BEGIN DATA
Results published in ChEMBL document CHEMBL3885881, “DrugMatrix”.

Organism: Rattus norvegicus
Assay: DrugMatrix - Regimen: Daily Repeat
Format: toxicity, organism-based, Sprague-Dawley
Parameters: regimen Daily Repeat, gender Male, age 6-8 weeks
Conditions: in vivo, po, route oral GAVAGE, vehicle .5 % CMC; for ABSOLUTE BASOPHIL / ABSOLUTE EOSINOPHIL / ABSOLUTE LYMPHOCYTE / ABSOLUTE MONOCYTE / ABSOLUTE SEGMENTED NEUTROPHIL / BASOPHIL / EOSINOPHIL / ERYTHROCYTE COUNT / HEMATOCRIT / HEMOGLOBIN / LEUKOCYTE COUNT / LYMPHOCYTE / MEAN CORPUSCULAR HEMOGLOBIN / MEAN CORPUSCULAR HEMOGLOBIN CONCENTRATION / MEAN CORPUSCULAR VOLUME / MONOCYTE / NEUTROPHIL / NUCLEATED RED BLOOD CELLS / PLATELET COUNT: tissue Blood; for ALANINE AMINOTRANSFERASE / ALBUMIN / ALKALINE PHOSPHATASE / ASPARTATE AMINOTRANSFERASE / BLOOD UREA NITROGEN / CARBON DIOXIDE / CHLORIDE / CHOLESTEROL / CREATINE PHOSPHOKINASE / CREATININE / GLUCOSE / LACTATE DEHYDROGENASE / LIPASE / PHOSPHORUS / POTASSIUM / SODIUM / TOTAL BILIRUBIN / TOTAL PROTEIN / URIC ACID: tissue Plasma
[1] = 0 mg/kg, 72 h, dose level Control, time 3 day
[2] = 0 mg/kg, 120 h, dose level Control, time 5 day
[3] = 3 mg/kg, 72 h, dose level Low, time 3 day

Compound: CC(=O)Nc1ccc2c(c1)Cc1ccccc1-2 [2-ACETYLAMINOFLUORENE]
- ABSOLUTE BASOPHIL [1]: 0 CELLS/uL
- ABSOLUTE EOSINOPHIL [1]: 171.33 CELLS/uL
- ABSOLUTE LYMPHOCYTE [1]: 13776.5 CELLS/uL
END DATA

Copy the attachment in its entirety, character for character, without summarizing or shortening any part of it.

Results published in ChEMBL document CHEMBL3885881, “DrugMatrix”.

Organism: Rattus norvegicus
Assay: DrugMatrix - Regimen: Daily Repeat
Format: toxicity, organism-based, Sprague-Dawley
Parameters: regimen Daily Repeat, gender Male, age 6-8 weeks
Conditions: in vivo, po, route oral GAVAGE, vehicle .5 % CMC; for ABSOLUTE BASOPHIL / ABSOLUTE EOSINOPHIL / ABSOLUTE LYMPHOCYTE / ABSOLUTE MONOCYTE / ABSOLUTE SEGMENTED NEUTROPHIL / BASOPHIL / EOSINOPHIL / ERYTHROCYTE COUNT / HEMATOCRIT / HEMOGLOBIN / LEUKOCYTE COUNT / LYMPHOCYTE / MEAN CORPUSCULAR HEMOGLOBIN / MEAN CORPUSCULAR HEMOGLOBIN CONCENTRATION / MEAN CORPUSCULAR VOLUME / MONOCYTE / NEUTROPHIL / NUCLEATED RED BLOOD CELLS / PLATELET COUNT: tissue Blood; for ALANINE AMINOTRANSFERASE / ALBUMIN / ALKALINE PHOSPHATASE / ASPARTATE AMINOTRANSFERASE / BLOOD UREA NITROGEN / CARBON DIOXIDE / CHLORIDE / CHOLESTEROL / CREATINE PHOSPHOKINASE / CREATININE / GLUCOSE / LACTATE DEHYDROGENASE / LIPASE / PHOSPHORUS / POTASSIUM / SODIUM / TOTAL BILIRUBIN / TOTAL PROTEIN / URIC ACID: tissue Plasma
[1] = 0 mg/kg, 72 h, dose level Control, time 3 day
[2] = 0 mg/kg, 120 h, dose level Control, time 5 day
[3] = 3 mg/kg, 72 h, dose level Low, time 3 day

Compound: CC(=O)Nc1ccc2c(c1)Cc1ccccc1-2 [2-ACETYLAMINOFLUORENE]
- ABSOLUTE BASOPHIL [1]: 0 CELLS/uL
- ABSOLUTE EOSINOPHIL [1]: 171.33 CELLS/uL
- ABSOLUTE LYMPHOCYTE [1]: 13776.5 CELLS/uL